Duncan Hooper, editor of digital platforms at Euronews, explained that over the past few months, the international news organisation has been experimenting with 360-degree technology using just the resources, video skills and staff already available to them.
“We wanted to do it within our existing structures, and if we were going to fail, fail cheaply,” he said.
“We are not the New York Times – we aren’t going to send a million [Google] cardboard readers to our audience. We want to make two videos a week, and do them inside of our current workflow.”
Euronews, which has over 300 journalists working 24/7 in 13 languages on air, online and on social media, wanted to produce video that would work across its global audience.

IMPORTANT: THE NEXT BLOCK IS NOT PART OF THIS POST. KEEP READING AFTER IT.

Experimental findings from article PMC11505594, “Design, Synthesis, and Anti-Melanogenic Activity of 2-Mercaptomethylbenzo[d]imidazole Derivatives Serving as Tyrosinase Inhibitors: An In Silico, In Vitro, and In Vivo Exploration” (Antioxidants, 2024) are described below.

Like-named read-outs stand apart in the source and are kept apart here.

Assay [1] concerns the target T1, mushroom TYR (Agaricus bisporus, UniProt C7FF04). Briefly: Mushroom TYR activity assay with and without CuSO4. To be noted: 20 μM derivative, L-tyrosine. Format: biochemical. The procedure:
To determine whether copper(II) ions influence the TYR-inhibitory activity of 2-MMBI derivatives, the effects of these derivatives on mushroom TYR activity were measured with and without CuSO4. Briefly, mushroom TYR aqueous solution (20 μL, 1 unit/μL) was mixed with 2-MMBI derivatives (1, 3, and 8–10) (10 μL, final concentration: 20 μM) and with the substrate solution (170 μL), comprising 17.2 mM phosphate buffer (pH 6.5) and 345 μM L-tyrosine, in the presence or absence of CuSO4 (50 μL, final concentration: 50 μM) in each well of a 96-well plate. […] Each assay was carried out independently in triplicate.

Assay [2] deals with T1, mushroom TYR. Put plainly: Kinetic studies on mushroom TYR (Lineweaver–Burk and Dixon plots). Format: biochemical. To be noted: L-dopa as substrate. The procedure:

Since June, the organisation has shot videos in 13 different countries, from Uzbekistan to Serbia, so far publishing a total of 34 360-degree videos, with the majority produced in the last two months, on feature pieces and news stories.
For example, Euronews have shot 360-degree video from a hot air balloon over the French Alps, action from the red carpet of the Cannes Film Festival, and interviews with inhabitants from the city of Stanytsia Luhanska in eastern Ukraine to show life on the frontline in Ukraine.
“We use the Samsung Gear 360 camera, which fits in your pocket. We didn’t want them to take a big GoPro rig and give them so much extra work. The quality suffers slightly but we are a news channel and we need to be able to get things out within a day at least.”